If one partner just isn’t interested, that is okay too. There are so many other fun options to try instead in the bedroom!
2. Consider an Enema
If you are worried anal sex will feel dirty or gross and prefer a squeaky clean experience, consider using an enema to clean the lower half of your rectum following a bowel movement. Although it isn’t necessary, some people prefer the feeling of cleanliness prior to a romp.
3. Keep Nails Trimmed and Neatly Groomed
Groomed, trimmed nails reduce the risk of scratching your partner. Also, be sure to wash your hands thoroughly before and after anal sex, making sure to clean under your nails too. This is especially important if you will be moving on to vaginal play following anal play.
4. Wear a Condom or Dental Dam
Condoms or dental dams reduce the risk of transmitting/contracting STIs. When moving from the anus to the vagina, it is crucial to use a new condom.
5. Find Your Favourite Position
Many people enjoy lying on their stomach with their partner behind them for anal sex. Doggy style is another easy, perfect-for-anal position. In doggy, the receiving partner can slowly back up to the inersitive partner so they are fully in control of pace and depth. This is especially nice for a first time receiver that has any hesitations about anal sex.
6. LUBE, LUBE, and MORE LUBE!
Adequate lube cannot be stressed enough. Water-based options are best with condoms as they do not break down condoms. A wash cloth or baby wipes can be kept on hand to clean up any excess lubricant.
7. Go Slow and Check In Often
Allow at least 10 to 15 minutes of foreplay to get warmed up. This will help you — and your anal sphincter — relax. Being as relaxed and comfortable as possible is key for a fun experience.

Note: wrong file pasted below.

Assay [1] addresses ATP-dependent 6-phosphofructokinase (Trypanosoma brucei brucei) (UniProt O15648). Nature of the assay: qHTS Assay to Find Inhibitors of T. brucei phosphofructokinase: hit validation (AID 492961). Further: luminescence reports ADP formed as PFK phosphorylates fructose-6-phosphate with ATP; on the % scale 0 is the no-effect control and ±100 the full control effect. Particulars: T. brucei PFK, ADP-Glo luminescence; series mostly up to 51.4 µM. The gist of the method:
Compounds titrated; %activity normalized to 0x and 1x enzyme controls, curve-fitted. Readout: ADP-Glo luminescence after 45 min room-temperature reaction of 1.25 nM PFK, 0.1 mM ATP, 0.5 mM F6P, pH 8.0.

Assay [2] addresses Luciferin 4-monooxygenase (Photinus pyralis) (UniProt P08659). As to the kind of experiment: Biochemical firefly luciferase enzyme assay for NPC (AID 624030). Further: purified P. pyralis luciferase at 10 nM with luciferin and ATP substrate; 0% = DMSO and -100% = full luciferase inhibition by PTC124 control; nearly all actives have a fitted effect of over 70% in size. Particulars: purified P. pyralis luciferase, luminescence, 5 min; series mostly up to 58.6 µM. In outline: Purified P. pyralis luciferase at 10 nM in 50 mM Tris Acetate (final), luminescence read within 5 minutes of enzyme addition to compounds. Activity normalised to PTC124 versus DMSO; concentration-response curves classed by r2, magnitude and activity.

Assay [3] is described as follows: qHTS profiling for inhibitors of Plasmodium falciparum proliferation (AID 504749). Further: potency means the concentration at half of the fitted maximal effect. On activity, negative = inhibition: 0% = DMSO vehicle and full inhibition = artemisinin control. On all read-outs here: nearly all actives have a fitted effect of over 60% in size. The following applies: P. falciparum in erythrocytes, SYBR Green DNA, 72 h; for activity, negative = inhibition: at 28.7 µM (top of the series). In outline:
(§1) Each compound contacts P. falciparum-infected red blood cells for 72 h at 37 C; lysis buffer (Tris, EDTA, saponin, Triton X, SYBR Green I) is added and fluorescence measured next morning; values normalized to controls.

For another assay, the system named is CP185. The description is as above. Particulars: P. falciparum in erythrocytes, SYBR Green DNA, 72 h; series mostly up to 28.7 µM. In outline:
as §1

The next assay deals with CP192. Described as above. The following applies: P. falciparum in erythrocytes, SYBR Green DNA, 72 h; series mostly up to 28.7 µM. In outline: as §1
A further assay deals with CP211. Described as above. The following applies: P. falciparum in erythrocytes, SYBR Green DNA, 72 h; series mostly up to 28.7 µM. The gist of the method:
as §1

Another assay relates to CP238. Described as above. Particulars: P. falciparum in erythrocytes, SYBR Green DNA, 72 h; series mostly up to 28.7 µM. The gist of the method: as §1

Go slow, communicate often and honestly, use a lot of lubrication, and stop if anything feels too painful. The object shouldn’t be to achieve full penile penetration right away. Try working your way up from one finger to two and so on before moving to penile penetration. Toys specifically designed for anal sex make great options as well.
8. Poop Is Normal
The reality of anal sex is that there is likely to be some poop involved, even if you do use an enema or wash up beforehand. If the idea of poop makes you squeamish, perhaps other sexual adventures might be more suited to you.
9. Always Clean Up
Although there is likely to be a bit of poop involved, your anus and rectum and probably a lot cleaner than you would expect. However, microscopic fecal matter is always present. Wearing condoms and washing up well after is the best way to prevent infections or bacterial transmission. Again, never go from the anus to the vagina or mouth without completely washing up and changing your condom.
If you and your partner are both curious about anal sex and have a trusted relationship, anal sex can be a fun way to explore your desires and discover new ways of experiencing pleasure. As long as you keep communication open and honest and take the proper precautions, anal sex can be a safe and pleasurable experience.
If you try anal sex and find out it isn’t for you — or if you have zero interest in ever trying it — no worries! There are plenty of other ways to have fun and enjoy your partner, too!
Wishing you self-love and safe pleasure!